Written by Kim Dicso
Image: Naturally regenerated sequoia seedlings in Board Camp Grove after the Castle Fire
The NPS / Sequoia National Park has released plans to conduct a tree planting experiment in the Board Camp sequoia grove starting this fall. Board Camp Grove is located in the John Krebs Wilderness. The park plans on removing snags to create a helicopter drop zone; helicoptering in seedlings, some of which are foreign; and using these seedlings to create a large tree plantation (which will subsequently be left to fend for itself in a hot and dry wasteland), all in blatant violation of the Wilderness Act. You can read about the project on the NPS website here. You can also download the document “Board Camp Grove Public Scoping Information” on this page. It’s definitely worth a read, as it contains important details such as where the seedlings are actually coming from.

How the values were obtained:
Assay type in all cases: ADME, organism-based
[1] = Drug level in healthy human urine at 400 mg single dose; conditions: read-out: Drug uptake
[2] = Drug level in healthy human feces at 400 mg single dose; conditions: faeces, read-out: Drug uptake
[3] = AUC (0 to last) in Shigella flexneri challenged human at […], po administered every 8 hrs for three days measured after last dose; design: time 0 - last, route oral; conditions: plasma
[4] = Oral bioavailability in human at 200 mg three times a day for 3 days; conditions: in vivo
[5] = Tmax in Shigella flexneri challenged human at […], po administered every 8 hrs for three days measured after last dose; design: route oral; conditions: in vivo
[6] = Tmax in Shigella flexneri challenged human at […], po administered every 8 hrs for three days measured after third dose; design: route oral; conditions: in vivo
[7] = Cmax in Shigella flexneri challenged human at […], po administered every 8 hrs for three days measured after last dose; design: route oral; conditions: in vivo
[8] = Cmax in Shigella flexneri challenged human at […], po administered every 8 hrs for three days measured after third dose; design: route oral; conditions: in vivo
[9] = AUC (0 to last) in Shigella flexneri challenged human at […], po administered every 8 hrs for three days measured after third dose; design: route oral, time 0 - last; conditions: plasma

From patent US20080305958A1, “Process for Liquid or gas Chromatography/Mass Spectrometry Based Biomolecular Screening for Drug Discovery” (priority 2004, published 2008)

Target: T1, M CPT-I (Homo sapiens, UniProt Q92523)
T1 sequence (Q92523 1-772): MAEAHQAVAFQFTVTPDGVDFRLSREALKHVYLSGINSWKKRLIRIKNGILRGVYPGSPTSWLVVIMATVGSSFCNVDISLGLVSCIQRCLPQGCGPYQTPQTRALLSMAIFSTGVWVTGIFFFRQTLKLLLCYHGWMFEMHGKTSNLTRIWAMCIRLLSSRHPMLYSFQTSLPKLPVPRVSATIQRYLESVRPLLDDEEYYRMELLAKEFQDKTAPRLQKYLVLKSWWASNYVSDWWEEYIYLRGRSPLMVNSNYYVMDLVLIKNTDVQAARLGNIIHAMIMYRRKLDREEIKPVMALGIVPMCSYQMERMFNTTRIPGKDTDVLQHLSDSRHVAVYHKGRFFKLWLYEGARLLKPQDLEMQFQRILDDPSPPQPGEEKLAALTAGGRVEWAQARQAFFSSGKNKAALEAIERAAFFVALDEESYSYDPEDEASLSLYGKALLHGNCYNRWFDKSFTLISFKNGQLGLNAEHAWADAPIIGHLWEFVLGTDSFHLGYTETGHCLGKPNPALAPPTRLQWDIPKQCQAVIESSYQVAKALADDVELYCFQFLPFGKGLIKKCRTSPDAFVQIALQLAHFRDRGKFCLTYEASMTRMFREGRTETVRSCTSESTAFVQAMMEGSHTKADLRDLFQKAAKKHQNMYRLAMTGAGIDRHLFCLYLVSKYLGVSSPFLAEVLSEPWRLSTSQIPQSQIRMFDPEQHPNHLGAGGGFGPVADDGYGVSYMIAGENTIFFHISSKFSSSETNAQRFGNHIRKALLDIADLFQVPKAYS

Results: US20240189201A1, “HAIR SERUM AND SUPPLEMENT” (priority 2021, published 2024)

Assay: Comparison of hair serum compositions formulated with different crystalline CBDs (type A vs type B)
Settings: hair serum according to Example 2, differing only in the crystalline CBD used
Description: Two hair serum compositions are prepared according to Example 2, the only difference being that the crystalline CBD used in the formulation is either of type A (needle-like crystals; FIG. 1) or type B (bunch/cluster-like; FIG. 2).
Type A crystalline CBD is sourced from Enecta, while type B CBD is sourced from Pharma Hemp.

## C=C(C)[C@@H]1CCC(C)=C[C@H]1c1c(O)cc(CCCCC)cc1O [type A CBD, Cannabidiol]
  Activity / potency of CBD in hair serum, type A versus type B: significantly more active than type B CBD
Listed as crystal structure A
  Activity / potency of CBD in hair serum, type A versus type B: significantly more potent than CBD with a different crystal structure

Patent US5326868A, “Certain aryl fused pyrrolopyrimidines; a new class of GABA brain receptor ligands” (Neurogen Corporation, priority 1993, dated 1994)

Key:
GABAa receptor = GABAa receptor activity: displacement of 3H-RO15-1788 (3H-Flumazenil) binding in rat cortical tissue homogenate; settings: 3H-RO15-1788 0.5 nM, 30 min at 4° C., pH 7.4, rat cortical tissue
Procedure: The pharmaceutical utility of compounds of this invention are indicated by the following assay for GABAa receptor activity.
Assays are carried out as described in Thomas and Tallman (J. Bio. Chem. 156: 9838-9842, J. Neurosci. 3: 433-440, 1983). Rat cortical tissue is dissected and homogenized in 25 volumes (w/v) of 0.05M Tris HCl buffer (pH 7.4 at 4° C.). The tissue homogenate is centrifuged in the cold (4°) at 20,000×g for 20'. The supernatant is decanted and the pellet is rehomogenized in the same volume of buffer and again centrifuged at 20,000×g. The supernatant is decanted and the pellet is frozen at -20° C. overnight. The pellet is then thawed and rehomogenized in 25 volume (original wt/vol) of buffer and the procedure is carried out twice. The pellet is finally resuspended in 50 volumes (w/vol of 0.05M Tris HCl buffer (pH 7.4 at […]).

Below is a copy of the letter I mailed to the superintendent of the park explaining the many reasons why this is a bad idea, as well as another distraction from what we should be concentrating on, which is climate change. These are your tax dollars at work, and they shouldn’t be spent on a project that seems to do little more than corrupt one of the few truly wilderness areas that are left. A burned wilderness is still wilderness and should be treated as such.
Following my letter is ilovetrees creator and conservationist Sue Cag’s letter.
Please send your own thoughts to the NPS regarding this project. Public comments are open until March 25. There is a button to click if you wish to comment online, or you can send a physical letter to:
Sequoia and Kings Canyon National Parks
Attn: Board Camp Restoration Project
47050 Generals Highway
Three Rivers, CA 93271
March 3, 2022
I am writing regarding the proposed planting project in Board Camp Grove. I have been to Board Camp twice, once pre- and once post-fire. I generally support the NPS and the efforts to protect these rare and beautiful places, but in this case I must voice my opposition. Board Camp is indeed remote and thusly should be treated as wilderness. As much as it would break my heart for this grove to vanish off the map, the proposed plan is not the answer.